Just as we have continued to explore the extraordinary development of Arsenal’s defence under Arteta, we’ll carry on with looking at this second revolution which again could have quite amazing results.

4 Replies to “Arsenal v Manchester United and the evolution of Arsenal’s new secret weapon”

  1. like i said previously, we need Martin to be our main assist maker/provider but some here want our striker to be Arsenal assist maker more than a goal scorer. it’s like some people forget what’s the strikers main priority/task on the football pitch

  2. bushido

    I don’t think anyone here has ever said that they “want our striker to be Arsenal assist maker MORE than a goal scorer”. I may be wrong, but I’d like you to show me who, and when, because I haven’t seen anyone say that.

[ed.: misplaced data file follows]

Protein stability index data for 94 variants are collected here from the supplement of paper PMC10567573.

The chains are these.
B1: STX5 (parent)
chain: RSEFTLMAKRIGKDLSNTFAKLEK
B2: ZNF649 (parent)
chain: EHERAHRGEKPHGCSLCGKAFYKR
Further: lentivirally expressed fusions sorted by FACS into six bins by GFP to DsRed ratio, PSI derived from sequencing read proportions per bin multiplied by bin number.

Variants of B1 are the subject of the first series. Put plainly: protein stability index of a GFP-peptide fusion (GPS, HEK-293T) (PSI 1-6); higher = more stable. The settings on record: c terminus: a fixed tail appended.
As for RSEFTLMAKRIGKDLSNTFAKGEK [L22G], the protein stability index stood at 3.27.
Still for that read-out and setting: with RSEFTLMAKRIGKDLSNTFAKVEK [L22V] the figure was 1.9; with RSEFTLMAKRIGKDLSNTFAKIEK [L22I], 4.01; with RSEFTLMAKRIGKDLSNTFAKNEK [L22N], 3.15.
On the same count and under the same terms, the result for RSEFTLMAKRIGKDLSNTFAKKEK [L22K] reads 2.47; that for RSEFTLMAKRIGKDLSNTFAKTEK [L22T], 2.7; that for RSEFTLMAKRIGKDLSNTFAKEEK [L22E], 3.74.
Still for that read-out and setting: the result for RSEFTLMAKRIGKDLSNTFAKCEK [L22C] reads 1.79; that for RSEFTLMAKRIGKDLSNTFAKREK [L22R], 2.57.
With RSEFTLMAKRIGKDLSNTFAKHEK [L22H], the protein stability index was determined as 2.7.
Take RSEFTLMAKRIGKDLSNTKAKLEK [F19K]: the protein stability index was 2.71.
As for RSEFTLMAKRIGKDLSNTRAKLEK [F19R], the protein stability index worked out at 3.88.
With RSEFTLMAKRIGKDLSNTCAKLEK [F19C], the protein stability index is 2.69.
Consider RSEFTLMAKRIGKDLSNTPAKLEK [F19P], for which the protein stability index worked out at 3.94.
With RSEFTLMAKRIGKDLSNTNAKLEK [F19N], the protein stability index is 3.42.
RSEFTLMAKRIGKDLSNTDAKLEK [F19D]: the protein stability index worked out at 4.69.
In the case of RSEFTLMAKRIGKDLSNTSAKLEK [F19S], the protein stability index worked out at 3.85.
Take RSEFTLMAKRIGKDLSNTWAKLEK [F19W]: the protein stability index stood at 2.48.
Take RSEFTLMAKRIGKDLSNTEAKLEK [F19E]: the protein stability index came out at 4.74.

But I have seen it said that they do HAVE to provide assists AS WELL, by myself for one.

    The point is in modern football there is very little room for a striker that does little more than score goals, and that is even if they are a 25 plus scorer.

    Most modern World class strikers, score, assist and defend. That is what is expected of them. And not only do they do it, but they do it very well.

    In fact I think it’s been that way for a long time. I always believed the reason Wenger showed Wright the door so quickly was because basically if he didn’t score he didn’t contribute, at least not enough. Wenger, as do all managers at the elite level, want more than that from their striker.